The Board of Supervisors adopted the first two recommendations, with one modification, and rejected the third.  The Board of Supervisors implemented the first, to separate operating functions from the CAO, by the act of adopting it. The second, creating a new department to integrate internal service functions, is presently in mature stages of implementation.  For example, early in 1991, the department appointed a person to take charge of integrating the data processing and communications functions.  The issue of fully centralizing the property management function is still open.  The Commission is working on alternative solutions.  As part of this study, the Commission discussed and recommended appropriate methods of decentralizing internal services functions efficiently.  These have not been implemented.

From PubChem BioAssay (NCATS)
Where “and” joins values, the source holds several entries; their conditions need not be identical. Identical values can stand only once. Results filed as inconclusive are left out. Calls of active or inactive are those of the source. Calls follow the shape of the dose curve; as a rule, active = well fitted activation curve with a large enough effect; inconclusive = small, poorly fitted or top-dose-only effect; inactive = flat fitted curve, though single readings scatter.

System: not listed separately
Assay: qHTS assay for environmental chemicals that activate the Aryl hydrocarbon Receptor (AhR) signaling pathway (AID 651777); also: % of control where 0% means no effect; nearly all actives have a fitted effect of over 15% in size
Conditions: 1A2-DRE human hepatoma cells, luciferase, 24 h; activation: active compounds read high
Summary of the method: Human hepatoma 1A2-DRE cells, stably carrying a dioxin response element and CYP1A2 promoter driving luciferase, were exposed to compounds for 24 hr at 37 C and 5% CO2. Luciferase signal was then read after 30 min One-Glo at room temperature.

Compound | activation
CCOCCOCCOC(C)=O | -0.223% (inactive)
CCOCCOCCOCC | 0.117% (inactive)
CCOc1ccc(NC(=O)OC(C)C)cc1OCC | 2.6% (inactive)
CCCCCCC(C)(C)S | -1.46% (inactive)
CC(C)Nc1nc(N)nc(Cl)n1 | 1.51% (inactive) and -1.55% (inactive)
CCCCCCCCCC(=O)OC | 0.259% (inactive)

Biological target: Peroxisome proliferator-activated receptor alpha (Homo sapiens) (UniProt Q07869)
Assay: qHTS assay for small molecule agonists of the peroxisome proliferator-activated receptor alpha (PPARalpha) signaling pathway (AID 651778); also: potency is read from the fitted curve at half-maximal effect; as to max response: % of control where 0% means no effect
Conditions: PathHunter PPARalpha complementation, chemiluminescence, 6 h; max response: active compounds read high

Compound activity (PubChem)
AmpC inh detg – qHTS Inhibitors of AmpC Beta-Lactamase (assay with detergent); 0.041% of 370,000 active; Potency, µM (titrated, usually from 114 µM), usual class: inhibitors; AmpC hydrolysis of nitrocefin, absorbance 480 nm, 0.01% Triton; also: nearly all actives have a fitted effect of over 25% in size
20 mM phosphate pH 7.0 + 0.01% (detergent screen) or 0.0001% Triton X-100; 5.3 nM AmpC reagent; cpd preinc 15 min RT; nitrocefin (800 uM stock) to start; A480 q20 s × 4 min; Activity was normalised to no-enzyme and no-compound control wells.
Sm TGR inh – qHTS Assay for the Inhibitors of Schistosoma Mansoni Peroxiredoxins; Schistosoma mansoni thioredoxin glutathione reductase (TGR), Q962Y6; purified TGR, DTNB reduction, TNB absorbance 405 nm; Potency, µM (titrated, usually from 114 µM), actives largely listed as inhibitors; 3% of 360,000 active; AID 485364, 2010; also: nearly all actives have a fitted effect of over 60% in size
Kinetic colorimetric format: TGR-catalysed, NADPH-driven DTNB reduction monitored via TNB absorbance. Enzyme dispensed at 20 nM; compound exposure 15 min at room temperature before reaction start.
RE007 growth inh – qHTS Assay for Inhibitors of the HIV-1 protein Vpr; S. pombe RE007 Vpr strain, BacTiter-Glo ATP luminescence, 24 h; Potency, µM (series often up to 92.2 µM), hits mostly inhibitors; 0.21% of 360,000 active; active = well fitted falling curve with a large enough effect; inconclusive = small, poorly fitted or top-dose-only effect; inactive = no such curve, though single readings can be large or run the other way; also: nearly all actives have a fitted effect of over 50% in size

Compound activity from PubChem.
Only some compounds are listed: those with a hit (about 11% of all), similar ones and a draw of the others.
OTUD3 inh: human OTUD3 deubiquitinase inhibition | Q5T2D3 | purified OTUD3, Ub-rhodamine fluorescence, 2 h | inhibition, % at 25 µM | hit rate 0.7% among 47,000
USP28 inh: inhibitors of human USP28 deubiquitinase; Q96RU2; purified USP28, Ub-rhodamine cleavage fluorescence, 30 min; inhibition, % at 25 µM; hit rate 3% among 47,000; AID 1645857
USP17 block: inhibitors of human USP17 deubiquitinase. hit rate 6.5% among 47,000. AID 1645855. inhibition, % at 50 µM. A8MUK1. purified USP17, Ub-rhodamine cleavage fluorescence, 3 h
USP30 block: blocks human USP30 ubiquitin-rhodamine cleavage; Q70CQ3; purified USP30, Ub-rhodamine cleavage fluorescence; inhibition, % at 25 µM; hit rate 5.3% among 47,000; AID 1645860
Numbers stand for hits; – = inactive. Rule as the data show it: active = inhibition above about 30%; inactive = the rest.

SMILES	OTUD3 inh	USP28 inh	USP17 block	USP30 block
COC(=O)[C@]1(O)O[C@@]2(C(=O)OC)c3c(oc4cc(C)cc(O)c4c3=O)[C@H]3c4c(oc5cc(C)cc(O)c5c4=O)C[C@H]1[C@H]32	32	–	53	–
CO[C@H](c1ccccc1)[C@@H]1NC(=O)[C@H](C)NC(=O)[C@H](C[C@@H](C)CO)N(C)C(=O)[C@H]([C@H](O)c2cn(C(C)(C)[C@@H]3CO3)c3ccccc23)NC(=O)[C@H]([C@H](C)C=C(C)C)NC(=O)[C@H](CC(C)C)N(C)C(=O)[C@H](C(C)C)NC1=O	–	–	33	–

Report on Contracting Policy in Los Angeles County Government  (August, 1987) This contains five recommendations.  The first was to modify the strategy for contracting to include entire functions and missions rather than just the work of low level service employees.  The second was to incorporate in the requests for proposal provisions to reduce overhead costs and to focus on performance requirements.  The third would have established programs to mitigate negative employee impact from contracting, and the fourth would have linked contracting strategies to in-house operational improvements.  The fifth recommendation would have established an information system to keep the Board of Supervisors informed about the costs and effectiveness of all forms of contracting. At the time, privatization was generating annual savings of approximately $30 million.  Implementation of the Commission's recommendations would have improved this figure.